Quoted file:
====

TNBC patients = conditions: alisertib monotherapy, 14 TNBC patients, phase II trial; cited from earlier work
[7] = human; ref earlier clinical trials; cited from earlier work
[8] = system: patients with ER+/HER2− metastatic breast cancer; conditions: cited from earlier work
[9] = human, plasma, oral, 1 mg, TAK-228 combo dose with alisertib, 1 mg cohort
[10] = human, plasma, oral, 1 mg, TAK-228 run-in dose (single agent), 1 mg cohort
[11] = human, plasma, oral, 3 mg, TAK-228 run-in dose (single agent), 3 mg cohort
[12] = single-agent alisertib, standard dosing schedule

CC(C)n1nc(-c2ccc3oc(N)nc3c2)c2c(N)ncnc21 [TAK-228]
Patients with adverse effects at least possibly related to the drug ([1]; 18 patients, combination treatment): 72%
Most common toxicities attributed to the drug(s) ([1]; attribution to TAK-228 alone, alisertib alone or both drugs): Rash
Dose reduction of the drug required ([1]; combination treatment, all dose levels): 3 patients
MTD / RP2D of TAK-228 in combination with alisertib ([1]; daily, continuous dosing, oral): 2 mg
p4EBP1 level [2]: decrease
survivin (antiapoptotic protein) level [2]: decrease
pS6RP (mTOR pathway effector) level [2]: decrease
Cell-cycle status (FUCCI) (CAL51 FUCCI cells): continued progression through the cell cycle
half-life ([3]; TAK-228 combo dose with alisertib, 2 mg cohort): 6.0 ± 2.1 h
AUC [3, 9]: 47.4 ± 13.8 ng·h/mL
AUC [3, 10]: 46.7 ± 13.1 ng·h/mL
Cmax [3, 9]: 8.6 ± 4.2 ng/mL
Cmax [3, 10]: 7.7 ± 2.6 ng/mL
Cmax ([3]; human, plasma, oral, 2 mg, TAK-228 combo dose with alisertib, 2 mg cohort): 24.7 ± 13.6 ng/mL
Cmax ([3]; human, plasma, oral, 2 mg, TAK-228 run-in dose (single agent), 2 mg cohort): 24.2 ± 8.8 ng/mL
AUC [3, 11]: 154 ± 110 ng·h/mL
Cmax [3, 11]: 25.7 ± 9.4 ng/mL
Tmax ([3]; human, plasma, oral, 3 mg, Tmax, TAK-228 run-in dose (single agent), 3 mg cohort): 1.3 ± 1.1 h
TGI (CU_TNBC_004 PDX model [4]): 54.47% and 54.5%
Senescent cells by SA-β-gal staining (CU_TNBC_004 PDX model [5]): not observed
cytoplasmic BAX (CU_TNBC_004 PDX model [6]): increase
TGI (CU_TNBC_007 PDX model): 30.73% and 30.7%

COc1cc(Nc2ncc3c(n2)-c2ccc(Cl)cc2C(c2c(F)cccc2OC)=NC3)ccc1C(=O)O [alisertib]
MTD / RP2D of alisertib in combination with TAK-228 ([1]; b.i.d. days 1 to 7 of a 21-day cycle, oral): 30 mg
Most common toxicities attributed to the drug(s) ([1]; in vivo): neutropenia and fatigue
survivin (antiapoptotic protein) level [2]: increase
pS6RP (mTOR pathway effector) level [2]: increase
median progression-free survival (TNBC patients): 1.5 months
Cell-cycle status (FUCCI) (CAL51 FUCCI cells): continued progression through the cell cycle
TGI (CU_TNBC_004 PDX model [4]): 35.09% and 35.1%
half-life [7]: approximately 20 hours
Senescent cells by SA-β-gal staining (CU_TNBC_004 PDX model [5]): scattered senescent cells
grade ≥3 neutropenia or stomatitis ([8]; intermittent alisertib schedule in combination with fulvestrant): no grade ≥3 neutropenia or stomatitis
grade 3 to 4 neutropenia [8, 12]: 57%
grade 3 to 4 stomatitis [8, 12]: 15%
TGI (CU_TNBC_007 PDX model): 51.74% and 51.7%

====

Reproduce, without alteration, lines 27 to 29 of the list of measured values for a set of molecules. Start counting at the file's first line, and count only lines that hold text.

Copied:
TGI (CU_TNBC_004 PDX model [4]): 54.47% and 54.5%
Senescent cells by SA-β-gal staining (CU_TNBC_004 PDX model [5]): not observed
cytoplasmic BAX (CU_TNBC_004 PDX model [6]): increase